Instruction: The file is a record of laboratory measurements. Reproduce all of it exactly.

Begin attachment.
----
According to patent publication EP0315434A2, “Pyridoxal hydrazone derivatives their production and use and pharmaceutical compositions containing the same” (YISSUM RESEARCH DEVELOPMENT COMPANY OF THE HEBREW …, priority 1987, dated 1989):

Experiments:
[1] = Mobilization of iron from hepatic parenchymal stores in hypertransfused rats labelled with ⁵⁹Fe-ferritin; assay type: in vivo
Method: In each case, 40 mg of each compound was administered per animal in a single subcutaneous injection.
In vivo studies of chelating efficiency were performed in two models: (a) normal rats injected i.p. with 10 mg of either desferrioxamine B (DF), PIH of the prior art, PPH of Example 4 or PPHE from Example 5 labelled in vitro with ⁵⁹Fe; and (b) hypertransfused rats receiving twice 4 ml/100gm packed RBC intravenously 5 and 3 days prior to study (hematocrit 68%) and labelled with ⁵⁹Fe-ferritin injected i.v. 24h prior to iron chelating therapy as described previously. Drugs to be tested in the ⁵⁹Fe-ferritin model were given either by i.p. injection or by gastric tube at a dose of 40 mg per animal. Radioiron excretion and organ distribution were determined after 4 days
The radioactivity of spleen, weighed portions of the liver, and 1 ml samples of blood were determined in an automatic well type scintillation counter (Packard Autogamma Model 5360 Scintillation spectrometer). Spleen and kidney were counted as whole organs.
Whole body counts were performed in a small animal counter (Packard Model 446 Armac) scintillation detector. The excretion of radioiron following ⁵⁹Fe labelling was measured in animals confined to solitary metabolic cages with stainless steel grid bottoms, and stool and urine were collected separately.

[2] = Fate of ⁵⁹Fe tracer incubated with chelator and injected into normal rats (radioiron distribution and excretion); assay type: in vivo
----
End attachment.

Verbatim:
According to patent publication EP0315434A2, “Pyridoxal hydrazone derivatives their production and use and pharmaceutical compositions containing the same” (YISSUM RESEARCH DEVELOPMENT COMPANY OF THE HEBREW …, priority 1987, dated 1989):

Experiments:
[1] = Mobilization of iron from hepatic parenchymal stores in hypertransfused rats labelled with ⁵⁹Fe-ferritin; assay type: in vivo
Method: In each case, 40 mg of each compound was administered per animal in a single subcutaneous injection.
In vivo studies of chelating efficiency were performed in two models: (a) normal rats injected i.p. with 10 mg of either desferrioxamine B (DF), PIH of the prior art, PPH of Example 4 or PPHE from Example 5 labelled in vitro with ⁵⁹Fe; and (b) hypertransfused rats receiving twice 4 ml/100gm packed RBC intravenously 5 and 3 days prior to study (hematocrit 68%) and labelled with ⁵⁹Fe-ferritin injected i.v. 24h prior to iron chelating therapy as described previously. Drugs to be tested in the ⁵⁹Fe-ferritin model were given either by i.p. injection or by gastric tube at a dose of 40 mg per animal. Radioiron excretion and organ distribution were determined after 4 days
The radioactivity of spleen, weighed portions of the liver, and 1 ml samples of blood were determined in an automatic well type scintillation counter (Packard Autogamma Model 5360 Scintillation spectrometer). Spleen and kidney were counted as whole organs.
Whole body counts were performed in a small animal counter (Packard Model 446 Armac) scintillation detector. The excretion of radioiron following ⁵⁹Fe labelling was measured in animals confined to solitary metabolic cages with stainless steel grid bottoms, and stool and urine were collected separately.

[2] = Fate of ⁵⁹Fe tracer incubated with chelator and injected into normal rats (radioiron distribution and excretion); assay type: in vivo